A couple of years ago, I did an experiment, tracking my time for a week. I was motivated to do so after reading Laura Vanderkam’s fabulous book, 168 Hours. Tracking my time was a life-changing, and eye-opening experience and the lessons have stuck with me ever since.
The point of time tracking isn’t to squeeze the most productivity out of each hour.
I wouldn’t want to live like that, and I dislike the culture of busy that’s taken over the American consciousness.
The point of time tracking is to see how you’re actually spending your time. To gather objective information. Which can sometimes surprise you!
Another benefit of time tracking? It allows you to analyze if you’re spending your life in alignment with your goals and values.
The point of keeping a food journal is to see what you actually ate, not what your ideal-best-self plans to eat. After noting that every day at 3 p.m. you head to the pantry for hands full of chocolate chips and pretzels, you can instead plan a snack at that time, and stock the fridge with Greek yogurt and berries.
And so it is with time tracking.
Some examples from my latest time tracking experiment:
I realized that I am still affected by interrupted sleep. In the mid-afternoon when my youngest nurses for a nap, I often end up holding him and sitting on the couch for far too long. I’m happy that he’s still nursing, and don’t mind putting him to sleep this way, but I’m not cool with spending that much time sitting.
Armed with this knowledge, I can make some changes so that that time doesn’t just disappear. I can plan to put on my ERGO baby carrier and “walk” baby to sleep.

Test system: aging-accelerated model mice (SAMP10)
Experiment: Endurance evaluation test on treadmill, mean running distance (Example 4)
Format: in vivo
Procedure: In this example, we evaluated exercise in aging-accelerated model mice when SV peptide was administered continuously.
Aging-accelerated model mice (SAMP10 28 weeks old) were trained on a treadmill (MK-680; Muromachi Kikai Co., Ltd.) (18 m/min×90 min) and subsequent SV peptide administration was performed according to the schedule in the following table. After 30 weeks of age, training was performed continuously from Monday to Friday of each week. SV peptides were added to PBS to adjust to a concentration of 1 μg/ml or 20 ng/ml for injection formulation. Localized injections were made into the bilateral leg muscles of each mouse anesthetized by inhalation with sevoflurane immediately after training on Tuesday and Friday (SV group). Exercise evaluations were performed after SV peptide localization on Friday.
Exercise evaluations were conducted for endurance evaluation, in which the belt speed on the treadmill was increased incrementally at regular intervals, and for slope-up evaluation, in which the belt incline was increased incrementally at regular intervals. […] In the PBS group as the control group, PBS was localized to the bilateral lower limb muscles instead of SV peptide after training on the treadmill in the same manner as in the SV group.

Or, I can plan a bit of exercise just before my energy slump. I can eat a snack or drink something refreshing to boost my energy.
But if I’m simply too tired to stay active, I’ll take a quick snooze. A 20 minute nap is a lot better than an hour-long couch fest.
Alternatively, if I don’t want to nap, I could plan low-energy tasks during that time, such as reading (a good book, not random scrolling on the cell phone), reviewing/updating my Bullet Journal, or reading aloud to the kids.
In other words, I can remember that this energy slump is a reality, and plan accordingly.
Just like last time, the time tracker shows that I spend a good bit of time reading aloud to my kids each day. I’m happy to discover that, as I want to develop a culture around books in my home.
I’ve also found that I spend 1-2 hours daily in “food prep” – meal planning, cooking. I’m ok with that, as I enjoy cooking.
However, I also don’t mind doing a bit of batch cooking or buying frozen chopped veggies (which is also a health bonus – the convenience of chopped onions and peppers in the freezer means I eat veggies with breakfast most days instead of not) to shave that down a bit.
One thing that has surprised me about tracking my time? I don’t spend nearly as much time cleaning house as I think I do. Another reason this is a valuable experiment. As Laura mentions in her book, we view tasks differently, and we spin a narrative about our lives that doesn’t always match reality. I have stopped grumbling about cleaning as a result. Definitely a positive!
Part two of what I learned time tracking is here. There’s a great lesson for stay-at-home-moms in this article!
If you’re thinking about trying it, Laura has a free time tracking spreadsheet you can download, and some suggestions here on how to analyze your time-tracking results.
And if this article benefited you in some way, please pin it. Thanks!